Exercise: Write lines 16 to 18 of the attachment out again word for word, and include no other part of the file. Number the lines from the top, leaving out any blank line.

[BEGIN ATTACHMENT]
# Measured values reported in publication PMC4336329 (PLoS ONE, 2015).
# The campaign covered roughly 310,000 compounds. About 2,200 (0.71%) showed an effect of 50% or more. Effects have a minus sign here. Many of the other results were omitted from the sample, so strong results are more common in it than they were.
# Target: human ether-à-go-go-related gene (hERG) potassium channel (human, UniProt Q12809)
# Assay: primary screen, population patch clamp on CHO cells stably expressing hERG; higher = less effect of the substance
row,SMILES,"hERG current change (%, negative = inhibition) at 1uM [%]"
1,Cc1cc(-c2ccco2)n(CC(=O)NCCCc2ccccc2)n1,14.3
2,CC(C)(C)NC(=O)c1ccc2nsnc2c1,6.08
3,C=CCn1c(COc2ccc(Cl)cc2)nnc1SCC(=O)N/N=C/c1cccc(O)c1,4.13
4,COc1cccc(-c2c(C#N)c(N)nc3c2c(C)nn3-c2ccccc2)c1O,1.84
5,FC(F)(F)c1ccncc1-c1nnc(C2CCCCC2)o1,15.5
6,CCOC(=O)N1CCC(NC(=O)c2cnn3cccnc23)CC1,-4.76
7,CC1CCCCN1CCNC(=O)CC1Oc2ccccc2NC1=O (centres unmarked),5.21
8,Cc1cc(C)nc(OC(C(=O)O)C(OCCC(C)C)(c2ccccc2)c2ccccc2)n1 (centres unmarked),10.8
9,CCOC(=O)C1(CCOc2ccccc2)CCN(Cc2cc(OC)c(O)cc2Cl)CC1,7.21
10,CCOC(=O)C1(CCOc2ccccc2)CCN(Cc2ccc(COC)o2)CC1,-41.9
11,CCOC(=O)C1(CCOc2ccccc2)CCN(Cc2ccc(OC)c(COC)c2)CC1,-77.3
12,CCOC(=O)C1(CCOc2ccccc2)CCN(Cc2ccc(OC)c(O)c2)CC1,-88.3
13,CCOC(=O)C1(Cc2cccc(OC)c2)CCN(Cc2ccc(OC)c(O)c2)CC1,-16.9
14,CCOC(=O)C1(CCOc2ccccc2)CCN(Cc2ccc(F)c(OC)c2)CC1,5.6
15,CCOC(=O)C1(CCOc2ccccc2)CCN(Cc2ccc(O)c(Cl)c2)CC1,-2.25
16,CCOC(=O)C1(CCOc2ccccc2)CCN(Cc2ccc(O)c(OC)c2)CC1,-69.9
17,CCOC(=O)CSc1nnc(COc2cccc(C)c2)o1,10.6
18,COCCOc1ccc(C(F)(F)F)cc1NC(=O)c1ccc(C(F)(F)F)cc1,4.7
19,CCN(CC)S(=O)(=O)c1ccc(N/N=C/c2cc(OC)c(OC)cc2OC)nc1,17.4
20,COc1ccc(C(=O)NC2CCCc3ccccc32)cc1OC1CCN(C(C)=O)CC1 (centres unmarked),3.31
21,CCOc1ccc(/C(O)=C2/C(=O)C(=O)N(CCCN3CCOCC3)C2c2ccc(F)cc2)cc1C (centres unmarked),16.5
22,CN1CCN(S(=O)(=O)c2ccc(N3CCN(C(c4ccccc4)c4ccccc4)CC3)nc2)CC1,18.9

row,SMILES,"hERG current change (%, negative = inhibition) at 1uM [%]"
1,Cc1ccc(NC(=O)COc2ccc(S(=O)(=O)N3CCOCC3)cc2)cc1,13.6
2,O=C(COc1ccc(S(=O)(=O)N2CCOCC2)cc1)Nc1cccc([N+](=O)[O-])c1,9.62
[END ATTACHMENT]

11,CCOC(=O)C1(CCOc2ccccc2)CCN(Cc2ccc(OC)c(COC)c2)CC1,-77.3
12,CCOC(=O)C1(CCOc2ccccc2)CCN(Cc2ccc(OC)c(O)c2)CC1,-88.3
13,CCOC(=O)C1(Cc2cccc(OC)c2)CCN(Cc2ccc(OC)c(O)c2)CC1,-16.9